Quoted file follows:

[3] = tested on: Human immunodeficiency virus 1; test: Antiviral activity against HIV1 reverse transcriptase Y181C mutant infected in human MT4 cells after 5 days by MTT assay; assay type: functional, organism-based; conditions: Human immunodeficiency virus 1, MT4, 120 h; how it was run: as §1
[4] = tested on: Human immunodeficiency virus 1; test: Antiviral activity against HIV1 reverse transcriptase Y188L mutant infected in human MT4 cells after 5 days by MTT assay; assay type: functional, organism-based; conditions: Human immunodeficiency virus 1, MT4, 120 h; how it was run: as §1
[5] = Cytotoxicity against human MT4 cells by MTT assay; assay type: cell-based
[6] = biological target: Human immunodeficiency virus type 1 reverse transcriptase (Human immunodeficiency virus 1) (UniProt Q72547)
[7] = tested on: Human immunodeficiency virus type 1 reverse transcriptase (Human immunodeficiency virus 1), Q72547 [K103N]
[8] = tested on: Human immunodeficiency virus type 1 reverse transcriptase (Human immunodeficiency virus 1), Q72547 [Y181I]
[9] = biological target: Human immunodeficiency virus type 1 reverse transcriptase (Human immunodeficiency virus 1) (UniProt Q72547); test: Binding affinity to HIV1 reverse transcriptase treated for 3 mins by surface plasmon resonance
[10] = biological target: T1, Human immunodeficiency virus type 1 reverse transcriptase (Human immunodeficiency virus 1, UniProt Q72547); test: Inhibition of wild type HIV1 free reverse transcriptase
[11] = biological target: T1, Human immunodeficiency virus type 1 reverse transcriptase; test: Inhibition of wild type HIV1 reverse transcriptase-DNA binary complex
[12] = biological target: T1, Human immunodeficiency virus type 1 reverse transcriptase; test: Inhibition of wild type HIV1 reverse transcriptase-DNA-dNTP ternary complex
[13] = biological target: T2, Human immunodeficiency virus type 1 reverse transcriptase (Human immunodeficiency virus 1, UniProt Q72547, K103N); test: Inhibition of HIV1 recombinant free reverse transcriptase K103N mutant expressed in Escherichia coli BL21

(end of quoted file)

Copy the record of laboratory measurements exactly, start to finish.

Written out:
[3] = tested on: Human immunodeficiency virus 1; test: Antiviral activity against HIV1 reverse transcriptase Y181C mutant infected in human MT4 cells after 5 days by MTT assay; assay type: functional, organism-based; conditions: Human immunodeficiency virus 1, MT4, 120 h; how it was run: as §1
[4] = tested on: Human immunodeficiency virus 1; test: Antiviral activity against HIV1 reverse transcriptase Y188L mutant infected in human MT4 cells after 5 days by MTT assay; assay type: functional, organism-based; conditions: Human immunodeficiency virus 1, MT4, 120 h; how it was run: as §1
[5] = Cytotoxicity against human MT4 cells by MTT assay; assay type: cell-based
[6] = biological target: Human immunodeficiency virus type 1 reverse transcriptase (Human immunodeficiency virus 1) (UniProt Q72547)
[7] = tested on: Human immunodeficiency virus type 1 reverse transcriptase (Human immunodeficiency virus 1), Q72547 [K103N]
[8] = tested on: Human immunodeficiency virus type 1 reverse transcriptase (Human immunodeficiency virus 1), Q72547 [Y181I]
[9] = biological target: Human immunodeficiency virus type 1 reverse transcriptase (Human immunodeficiency virus 1) (UniProt Q72547); test: Binding affinity to HIV1 reverse transcriptase treated for 3 mins by surface plasmon resonance
[10] = biological target: T1, Human immunodeficiency virus type 1 reverse transcriptase (Human immunodeficiency virus 1, UniProt Q72547); test: Inhibition of wild type HIV1 free reverse transcriptase
[11] = biological target: T1, Human immunodeficiency virus type 1 reverse transcriptase; test: Inhibition of wild type HIV1 reverse transcriptase-DNA binary complex
[12] = biological target: T1, Human immunodeficiency virus type 1 reverse transcriptase; test: Inhibition of wild type HIV1 reverse transcriptase-DNA-dNTP ternary complex
[13] = biological target: T2, Human immunodeficiency virus type 1 reverse transcriptase (Human immunodeficiency virus 1, UniProt Q72547, K103N); test: Inhibition of HIV1 recombinant free reverse transcriptase K103N mutant expressed in Escherichia coli BL21